Highlights

In Inaugural Address, Trump Decries 'Carnage' And Promises 'America First'

A newly inaugurated Donald J. Trump delivered a fiercely populist and often dark address, promising to transfer power in Washington from political elites to the people and vowing to put "America first." Surrounded by members of Congress and the Supreme Court, the nation's 45th president repeated themes from his historic and divisive campaign message, describing children in poverty, schools in crisis and streets pocked with crime and "carnage." "For too long, a small group in our nation's...

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Governor Andrew Cuomo is due to release his budget Tuesday. Revenues are down, and the repeal of the Affordable Care Act could cost the state billions of dollars.


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A local congressman is weighing in on a fellow federal lawmaker's weekend remarks about President-Elect Donald Trump, expressing his disappointment while, during a television interview, suggesting that John Lewis is acting like a "spoiled child."


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A few hundred people took part in a Martin Luther King Day prayer vigil and rally to oust Carl Paladino from the Buffalo School Board on Monday. The effort is being sponsored by a broad-based coalition. Later that night, Buffalo parents, students, educators and community members gathered to draft official affidavits in support of the Buffalo Parent Teacher Organization appeal to New York State Education Commissioner MaryEllen Elia to remove Paladino.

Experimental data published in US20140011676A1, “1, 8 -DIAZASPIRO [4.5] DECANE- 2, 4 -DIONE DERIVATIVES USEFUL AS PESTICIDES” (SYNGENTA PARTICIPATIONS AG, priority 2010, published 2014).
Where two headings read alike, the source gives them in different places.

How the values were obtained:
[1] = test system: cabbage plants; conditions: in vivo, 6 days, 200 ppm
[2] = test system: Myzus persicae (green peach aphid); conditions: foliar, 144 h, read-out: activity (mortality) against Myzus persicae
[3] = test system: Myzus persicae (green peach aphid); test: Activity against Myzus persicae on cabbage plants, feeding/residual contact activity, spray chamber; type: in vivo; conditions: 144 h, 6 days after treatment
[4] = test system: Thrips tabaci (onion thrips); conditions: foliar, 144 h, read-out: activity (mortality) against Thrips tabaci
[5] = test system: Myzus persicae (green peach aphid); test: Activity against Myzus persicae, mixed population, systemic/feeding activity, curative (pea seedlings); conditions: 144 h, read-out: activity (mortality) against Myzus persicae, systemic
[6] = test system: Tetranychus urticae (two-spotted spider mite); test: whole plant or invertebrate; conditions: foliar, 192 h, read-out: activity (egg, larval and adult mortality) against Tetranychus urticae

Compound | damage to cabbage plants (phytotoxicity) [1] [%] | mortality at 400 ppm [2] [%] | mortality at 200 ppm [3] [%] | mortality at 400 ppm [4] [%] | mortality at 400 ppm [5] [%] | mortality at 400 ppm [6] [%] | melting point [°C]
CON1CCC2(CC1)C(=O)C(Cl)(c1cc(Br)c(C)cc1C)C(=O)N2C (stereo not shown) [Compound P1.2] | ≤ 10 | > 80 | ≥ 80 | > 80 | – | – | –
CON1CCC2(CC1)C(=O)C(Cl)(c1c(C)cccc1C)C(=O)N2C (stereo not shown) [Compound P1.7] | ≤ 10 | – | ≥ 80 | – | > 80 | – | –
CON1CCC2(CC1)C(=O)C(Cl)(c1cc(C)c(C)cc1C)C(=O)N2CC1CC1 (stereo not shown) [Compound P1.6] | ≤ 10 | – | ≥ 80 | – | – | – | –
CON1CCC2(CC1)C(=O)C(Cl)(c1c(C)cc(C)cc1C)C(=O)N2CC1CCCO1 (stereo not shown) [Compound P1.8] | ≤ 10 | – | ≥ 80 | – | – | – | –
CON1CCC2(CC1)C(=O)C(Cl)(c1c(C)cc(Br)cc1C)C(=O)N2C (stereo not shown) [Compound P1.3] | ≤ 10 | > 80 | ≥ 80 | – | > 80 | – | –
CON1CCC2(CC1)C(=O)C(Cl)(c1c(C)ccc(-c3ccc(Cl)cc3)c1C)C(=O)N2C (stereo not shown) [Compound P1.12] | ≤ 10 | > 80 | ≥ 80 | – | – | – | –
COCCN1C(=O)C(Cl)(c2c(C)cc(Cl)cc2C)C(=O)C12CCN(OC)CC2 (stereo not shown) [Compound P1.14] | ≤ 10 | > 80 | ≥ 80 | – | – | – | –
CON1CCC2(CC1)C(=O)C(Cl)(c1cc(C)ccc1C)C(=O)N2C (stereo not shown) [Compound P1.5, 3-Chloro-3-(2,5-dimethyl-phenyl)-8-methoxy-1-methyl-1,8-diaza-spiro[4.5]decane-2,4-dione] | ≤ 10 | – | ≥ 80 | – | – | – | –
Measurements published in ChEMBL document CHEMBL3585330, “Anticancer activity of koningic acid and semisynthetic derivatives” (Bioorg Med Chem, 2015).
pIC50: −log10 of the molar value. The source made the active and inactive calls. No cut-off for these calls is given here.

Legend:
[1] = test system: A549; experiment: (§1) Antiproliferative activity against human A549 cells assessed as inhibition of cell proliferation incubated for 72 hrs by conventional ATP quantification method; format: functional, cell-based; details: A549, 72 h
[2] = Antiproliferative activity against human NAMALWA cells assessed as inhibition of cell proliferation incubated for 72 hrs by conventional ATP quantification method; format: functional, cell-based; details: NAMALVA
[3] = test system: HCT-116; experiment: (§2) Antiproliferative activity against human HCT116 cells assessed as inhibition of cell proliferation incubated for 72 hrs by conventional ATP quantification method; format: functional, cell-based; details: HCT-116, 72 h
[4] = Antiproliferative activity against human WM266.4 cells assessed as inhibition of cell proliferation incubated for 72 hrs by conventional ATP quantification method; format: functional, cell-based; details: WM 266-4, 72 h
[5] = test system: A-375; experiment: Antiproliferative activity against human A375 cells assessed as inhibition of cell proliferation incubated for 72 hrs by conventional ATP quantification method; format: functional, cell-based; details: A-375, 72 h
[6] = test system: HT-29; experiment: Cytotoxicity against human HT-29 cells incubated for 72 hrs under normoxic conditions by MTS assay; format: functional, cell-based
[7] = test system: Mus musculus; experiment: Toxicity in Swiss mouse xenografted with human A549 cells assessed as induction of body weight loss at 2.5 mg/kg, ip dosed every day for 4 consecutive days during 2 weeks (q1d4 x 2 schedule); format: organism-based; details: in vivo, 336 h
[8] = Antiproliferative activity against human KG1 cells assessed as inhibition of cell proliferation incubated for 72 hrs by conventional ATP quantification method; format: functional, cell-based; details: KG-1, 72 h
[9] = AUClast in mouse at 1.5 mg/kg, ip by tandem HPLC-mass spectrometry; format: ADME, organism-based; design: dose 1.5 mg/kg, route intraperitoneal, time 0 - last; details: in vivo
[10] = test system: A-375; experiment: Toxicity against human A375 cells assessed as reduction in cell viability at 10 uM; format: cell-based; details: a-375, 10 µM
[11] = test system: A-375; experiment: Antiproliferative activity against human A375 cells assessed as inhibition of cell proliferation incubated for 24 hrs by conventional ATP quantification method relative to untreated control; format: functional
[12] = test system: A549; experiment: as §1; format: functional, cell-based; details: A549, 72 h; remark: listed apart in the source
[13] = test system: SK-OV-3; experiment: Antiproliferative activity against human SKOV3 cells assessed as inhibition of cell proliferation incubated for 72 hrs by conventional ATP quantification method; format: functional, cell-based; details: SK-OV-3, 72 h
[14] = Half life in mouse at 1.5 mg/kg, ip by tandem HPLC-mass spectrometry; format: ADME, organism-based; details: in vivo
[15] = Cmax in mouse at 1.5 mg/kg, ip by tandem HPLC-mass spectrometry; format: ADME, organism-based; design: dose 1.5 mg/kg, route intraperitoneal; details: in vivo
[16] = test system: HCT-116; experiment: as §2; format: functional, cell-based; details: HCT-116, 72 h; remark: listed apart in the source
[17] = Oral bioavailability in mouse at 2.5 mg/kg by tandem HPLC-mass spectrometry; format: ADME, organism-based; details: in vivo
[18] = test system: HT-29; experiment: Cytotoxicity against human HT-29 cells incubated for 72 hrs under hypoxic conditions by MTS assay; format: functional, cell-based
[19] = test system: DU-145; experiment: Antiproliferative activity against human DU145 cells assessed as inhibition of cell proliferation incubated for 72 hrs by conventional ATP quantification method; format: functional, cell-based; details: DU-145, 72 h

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A newly inaugurated Donald J. Trump delivered a fiercely populist and often dark address, promising to transfer power in Washington from political elites to the people and vowing to put "America first."

Surrounded by members of Congress and the Supreme Court, the nation's 45th president repeated themes from his historic and divisive campaign message, describing children in poverty, schools in crisis and streets pocked with crime and "carnage."

All this kid wanted for Christmas was to be at Trump's inauguration

16 hours ago

People trickled onto the National Mall before sunset Thursday, many wearing red hats, stopping for photos at a fenced area with a clear view of the Capitol Building to the east and the Washington Monument to the west.

A young, bearded man holding a sign that said "Not my president" stepped up on a barrier wall.

The loose crowd burst into boos and cheers, almost by command. Some of them started bickering. Insulting each other.

And an eager boy in a black suit — and a red hat — called on his mom to look at the commotion.

The peaceful transition of American power will be witnessed by the world once again Friday. Donald Trump will be sworn in as the 45th president of the United States. That has brought jubilation in conservative America. For them, Trump's win is a sigh of relief, a repudiation of Barack Obama's America and a pause on the liberalization of the world's remaining superpower.

Just over 10 weeks after the idea was first proposed in a Facebook post, tens of thousands of protesters are heading to the nation's capital for the Women's March on Washington on Saturday.

Similar marches are planned in more than 600 other cities and towns around the world. But the largest is expected to take place in Washington, D.C., less than 24 hours into the presidency of Donald Trump.

President Obama gave his final press conference at the White House on Wednesday, just two days before Donald Trump's inauguration. He reflected on his time in office and looked toward the incoming administration, ultimately concluding, "At my core, I think we're going to be OK."

NPR's politics team, with help from editors and reporters across the newsroom, annotated his remarks.

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